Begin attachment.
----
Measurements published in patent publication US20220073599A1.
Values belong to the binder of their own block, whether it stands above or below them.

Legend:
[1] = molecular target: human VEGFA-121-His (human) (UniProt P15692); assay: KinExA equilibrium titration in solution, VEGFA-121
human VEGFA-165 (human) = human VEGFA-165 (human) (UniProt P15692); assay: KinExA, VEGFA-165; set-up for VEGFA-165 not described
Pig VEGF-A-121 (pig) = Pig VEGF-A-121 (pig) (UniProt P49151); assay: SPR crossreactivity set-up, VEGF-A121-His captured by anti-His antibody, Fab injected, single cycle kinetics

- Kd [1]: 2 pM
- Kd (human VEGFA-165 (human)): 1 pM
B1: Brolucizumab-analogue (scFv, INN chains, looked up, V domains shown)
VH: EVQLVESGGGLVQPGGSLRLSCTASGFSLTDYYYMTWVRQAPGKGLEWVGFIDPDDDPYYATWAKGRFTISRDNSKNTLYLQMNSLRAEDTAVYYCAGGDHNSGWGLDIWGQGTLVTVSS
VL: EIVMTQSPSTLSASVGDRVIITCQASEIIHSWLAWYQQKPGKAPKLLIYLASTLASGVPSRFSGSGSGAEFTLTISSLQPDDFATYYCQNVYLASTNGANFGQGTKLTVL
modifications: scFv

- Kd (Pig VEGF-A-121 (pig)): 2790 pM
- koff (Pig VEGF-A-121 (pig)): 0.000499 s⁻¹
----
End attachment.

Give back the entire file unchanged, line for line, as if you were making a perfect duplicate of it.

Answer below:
Measurements published in patent publication US20220073599A1.
Values belong to the binder of their own block, whether it stands above or below them.

Legend:
[1] = molecular target: human VEGFA-121-His (human) (UniProt P15692); assay: KinExA equilibrium titration in solution, VEGFA-121
human VEGFA-165 (human) = human VEGFA-165 (human) (UniProt P15692); assay: KinExA, VEGFA-165; set-up for VEGFA-165 not described
Pig VEGF-A-121 (pig) = Pig VEGF-A-121 (pig) (UniProt P49151); assay: SPR crossreactivity set-up, VEGF-A121-His captured by anti-His antibody, Fab injected, single cycle kinetics

- Kd [1]: 2 pM
- Kd (human VEGFA-165 (human)): 1 pM
B1: Brolucizumab-analogue (scFv, INN chains, looked up, V domains shown)
VH: EVQLVESGGGLVQPGGSLRLSCTASGFSLTDYYYMTWVRQAPGKGLEWVGFIDPDDDPYYATWAKGRFTISRDNSKNTLYLQMNSLRAEDTAVYYCAGGDHNSGWGLDIWGQGTLVTVSS
VL: EIVMTQSPSTLSASVGDRVIITCQASEIIHSWLAWYQQKPGKAPKLLIYLASTLASGVPSRFSGSGSGAEFTLTISSLQPDDFATYYCQNVYLASTNGANFGQGTKLTVL
modifications: scFv

- Kd (Pig VEGF-A-121 (pig)): 2790 pM
- koff (Pig VEGF-A-121 (pig)): 0.000499 s⁻¹